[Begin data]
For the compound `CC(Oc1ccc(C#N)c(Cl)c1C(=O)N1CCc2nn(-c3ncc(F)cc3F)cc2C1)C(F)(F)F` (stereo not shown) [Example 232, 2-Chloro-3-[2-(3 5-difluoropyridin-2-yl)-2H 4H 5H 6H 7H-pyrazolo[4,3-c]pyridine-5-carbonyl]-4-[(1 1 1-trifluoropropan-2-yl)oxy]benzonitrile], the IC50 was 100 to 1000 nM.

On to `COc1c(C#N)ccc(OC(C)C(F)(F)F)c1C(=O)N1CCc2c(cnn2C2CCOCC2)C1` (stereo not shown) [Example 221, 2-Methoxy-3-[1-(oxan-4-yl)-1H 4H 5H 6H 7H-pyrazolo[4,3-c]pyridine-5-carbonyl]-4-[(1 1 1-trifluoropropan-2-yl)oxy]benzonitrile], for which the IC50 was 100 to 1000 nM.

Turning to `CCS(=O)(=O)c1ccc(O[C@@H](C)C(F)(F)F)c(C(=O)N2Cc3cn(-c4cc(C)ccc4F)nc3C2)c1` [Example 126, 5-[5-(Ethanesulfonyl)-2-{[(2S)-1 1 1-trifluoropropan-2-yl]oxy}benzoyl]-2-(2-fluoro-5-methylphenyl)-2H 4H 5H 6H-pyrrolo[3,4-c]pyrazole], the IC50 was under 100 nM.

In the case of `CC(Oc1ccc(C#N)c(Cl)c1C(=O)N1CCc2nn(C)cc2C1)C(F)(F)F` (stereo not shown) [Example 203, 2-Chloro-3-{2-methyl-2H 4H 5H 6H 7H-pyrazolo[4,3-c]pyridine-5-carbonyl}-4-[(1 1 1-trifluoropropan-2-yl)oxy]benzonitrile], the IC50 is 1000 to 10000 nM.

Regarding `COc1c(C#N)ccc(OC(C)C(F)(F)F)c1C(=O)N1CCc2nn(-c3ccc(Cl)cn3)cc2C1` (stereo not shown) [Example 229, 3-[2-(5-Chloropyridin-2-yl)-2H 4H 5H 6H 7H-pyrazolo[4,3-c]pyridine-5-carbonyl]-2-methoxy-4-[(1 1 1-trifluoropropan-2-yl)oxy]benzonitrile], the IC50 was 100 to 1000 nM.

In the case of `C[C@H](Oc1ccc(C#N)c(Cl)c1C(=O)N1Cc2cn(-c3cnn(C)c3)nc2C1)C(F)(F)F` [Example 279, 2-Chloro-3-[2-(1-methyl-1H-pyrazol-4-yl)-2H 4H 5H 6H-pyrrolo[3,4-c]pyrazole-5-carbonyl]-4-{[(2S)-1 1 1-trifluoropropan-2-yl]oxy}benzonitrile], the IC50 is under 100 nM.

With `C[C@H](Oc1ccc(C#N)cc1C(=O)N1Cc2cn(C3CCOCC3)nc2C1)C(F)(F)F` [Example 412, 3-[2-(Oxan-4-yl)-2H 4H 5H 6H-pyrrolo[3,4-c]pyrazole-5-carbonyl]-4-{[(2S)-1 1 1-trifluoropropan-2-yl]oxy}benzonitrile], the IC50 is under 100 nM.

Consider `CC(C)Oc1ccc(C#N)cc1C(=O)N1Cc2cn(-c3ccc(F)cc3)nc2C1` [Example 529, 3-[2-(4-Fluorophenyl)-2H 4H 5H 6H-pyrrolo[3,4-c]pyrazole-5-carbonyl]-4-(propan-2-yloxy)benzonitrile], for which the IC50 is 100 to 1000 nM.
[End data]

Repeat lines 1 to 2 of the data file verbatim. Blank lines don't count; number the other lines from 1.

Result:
For the compound `CC(Oc1ccc(C#N)c(Cl)c1C(=O)N1CCc2nn(-c3ncc(F)cc3F)cc2C1)C(F)(F)F` (stereo not shown) [Example 232, 2-Chloro-3-[2-(3 5-difluoropyridin-2-yl)-2H 4H 5H 6H 7H-pyrazolo[4,3-c]pyridine-5-carbonyl]-4-[(1 1 1-trifluoropropan-2-yl)oxy]benzonitrile], the IC50 was 100 to 1000 nM.

On to `COc1c(C#N)ccc(OC(C)C(F)(F)F)c1C(=O)N1CCc2c(cnn2C2CCOCC2)C1` (stereo not shown) [Example 221, 2-Methoxy-3-[1-(oxan-4-yl)-1H 4H 5H 6H 7H-pyrazolo[4,3-c]pyridine-5-carbonyl]-4-[(1 1 1-trifluoropropan-2-yl)oxy]benzonitrile], for which the IC50 was 100 to 1000 nM.